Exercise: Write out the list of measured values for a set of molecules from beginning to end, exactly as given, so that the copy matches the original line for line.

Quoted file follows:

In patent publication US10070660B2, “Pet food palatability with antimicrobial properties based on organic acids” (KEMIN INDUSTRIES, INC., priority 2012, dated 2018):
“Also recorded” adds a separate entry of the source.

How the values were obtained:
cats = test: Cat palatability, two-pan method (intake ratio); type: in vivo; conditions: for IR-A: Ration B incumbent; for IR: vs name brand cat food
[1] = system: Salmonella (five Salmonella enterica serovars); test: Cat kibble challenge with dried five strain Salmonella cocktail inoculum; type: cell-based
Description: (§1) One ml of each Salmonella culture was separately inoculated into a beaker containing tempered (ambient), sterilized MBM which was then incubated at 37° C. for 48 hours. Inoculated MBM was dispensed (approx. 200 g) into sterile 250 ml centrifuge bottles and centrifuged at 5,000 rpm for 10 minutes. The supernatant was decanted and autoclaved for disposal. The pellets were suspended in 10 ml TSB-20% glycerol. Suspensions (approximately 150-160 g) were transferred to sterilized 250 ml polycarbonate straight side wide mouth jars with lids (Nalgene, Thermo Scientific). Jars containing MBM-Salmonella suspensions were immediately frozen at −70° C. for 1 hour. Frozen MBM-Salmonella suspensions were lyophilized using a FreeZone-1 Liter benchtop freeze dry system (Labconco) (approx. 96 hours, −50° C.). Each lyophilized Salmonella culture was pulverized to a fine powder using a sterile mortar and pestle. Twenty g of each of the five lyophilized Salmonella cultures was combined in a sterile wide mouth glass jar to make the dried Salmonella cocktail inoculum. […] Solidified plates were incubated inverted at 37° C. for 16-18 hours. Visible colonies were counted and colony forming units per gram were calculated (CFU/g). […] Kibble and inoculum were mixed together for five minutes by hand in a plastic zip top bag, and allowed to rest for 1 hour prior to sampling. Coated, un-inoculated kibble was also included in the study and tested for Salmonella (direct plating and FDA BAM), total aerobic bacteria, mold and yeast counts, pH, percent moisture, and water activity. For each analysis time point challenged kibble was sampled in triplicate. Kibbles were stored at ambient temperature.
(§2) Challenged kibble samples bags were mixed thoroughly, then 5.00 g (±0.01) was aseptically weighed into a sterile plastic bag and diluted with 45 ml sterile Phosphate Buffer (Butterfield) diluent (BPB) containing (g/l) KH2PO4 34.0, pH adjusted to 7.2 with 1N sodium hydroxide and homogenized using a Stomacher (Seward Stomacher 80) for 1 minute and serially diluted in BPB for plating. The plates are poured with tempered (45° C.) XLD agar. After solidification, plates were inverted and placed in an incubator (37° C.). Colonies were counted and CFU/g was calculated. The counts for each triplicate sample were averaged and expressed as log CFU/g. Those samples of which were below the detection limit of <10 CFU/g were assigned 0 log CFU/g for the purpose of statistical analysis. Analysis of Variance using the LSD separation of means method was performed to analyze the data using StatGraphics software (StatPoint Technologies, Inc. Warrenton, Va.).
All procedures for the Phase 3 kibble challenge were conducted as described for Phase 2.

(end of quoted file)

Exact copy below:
In patent publication US10070660B2, “Pet food palatability with antimicrobial properties based on organic acids” (KEMIN INDUSTRIES, INC., priority 2012, dated 2018):
“Also recorded” adds a separate entry of the source.

How the values were obtained:
cats = test: Cat palatability, two-pan method (intake ratio); type: in vivo; conditions: for IR-A: Ration B incumbent; for IR: vs name brand cat food
[1] = system: Salmonella (five Salmonella enterica serovars); test: Cat kibble challenge with dried five strain Salmonella cocktail inoculum; type: cell-based
Description: (§1) One ml of each Salmonella culture was separately inoculated into a beaker containing tempered (ambient), sterilized MBM which was then incubated at 37° C. for 48 hours. Inoculated MBM was dispensed (approx. 200 g) into sterile 250 ml centrifuge bottles and centrifuged at 5,000 rpm for 10 minutes. The supernatant was decanted and autoclaved for disposal. The pellets were suspended in 10 ml TSB-20% glycerol. Suspensions (approximately 150-160 g) were transferred to sterilized 250 ml polycarbonate straight side wide mouth jars with lids (Nalgene, Thermo Scientific). Jars containing MBM-Salmonella suspensions were immediately frozen at −70° C. for 1 hour. Frozen MBM-Salmonella suspensions were lyophilized using a FreeZone-1 Liter benchtop freeze dry system (Labconco) (approx. 96 hours, −50° C.). Each lyophilized Salmonella culture was pulverized to a fine powder using a sterile mortar and pestle. Twenty g of each of the five lyophilized Salmonella cultures was combined in a sterile wide mouth glass jar to make the dried Salmonella cocktail inoculum. […] Solidified plates were incubated inverted at 37° C. for 16-18 hours. Visible colonies were counted and colony forming units per gram were calculated (CFU/g). […] Kibble and inoculum were mixed together for five minutes by hand in a plastic zip top bag, and allowed to rest for 1 hour prior to sampling. Coated, un-inoculated kibble was also included in the study and tested for Salmonella (direct plating and FDA BAM), total aerobic bacteria, mold and yeast counts, pH, percent moisture, and water activity. For each analysis time point challenged kibble was sampled in triplicate. Kibbles were stored at ambient temperature.
(§2) Challenged kibble samples bags were mixed thoroughly, then 5.00 g (±0.01) was aseptically weighed into a sterile plastic bag and diluted with 45 ml sterile Phosphate Buffer (Butterfield) diluent (BPB) containing (g/l) KH2PO4 34.0, pH adjusted to 7.2 with 1N sodium hydroxide and homogenized using a Stomacher (Seward Stomacher 80) for 1 minute and serially diluted in BPB for plating. The plates are poured with tempered (45° C.) XLD agar. After solidification, plates were inverted and placed in an incubator (37° C.). Colonies were counted and CFU/g was calculated. The counts for each triplicate sample were averaged and expressed as log CFU/g. Those samples of which were below the detection limit of <10 CFU/g were assigned 0 log CFU/g for the purpose of statistical analysis. Analysis of Variance using the LSD separation of means method was performed to analyze the data using StatGraphics software (StatPoint Technologies, Inc. Warrenton, Va.).
All procedures for the Phase 3 kibble challenge were conducted as described for Phase 2.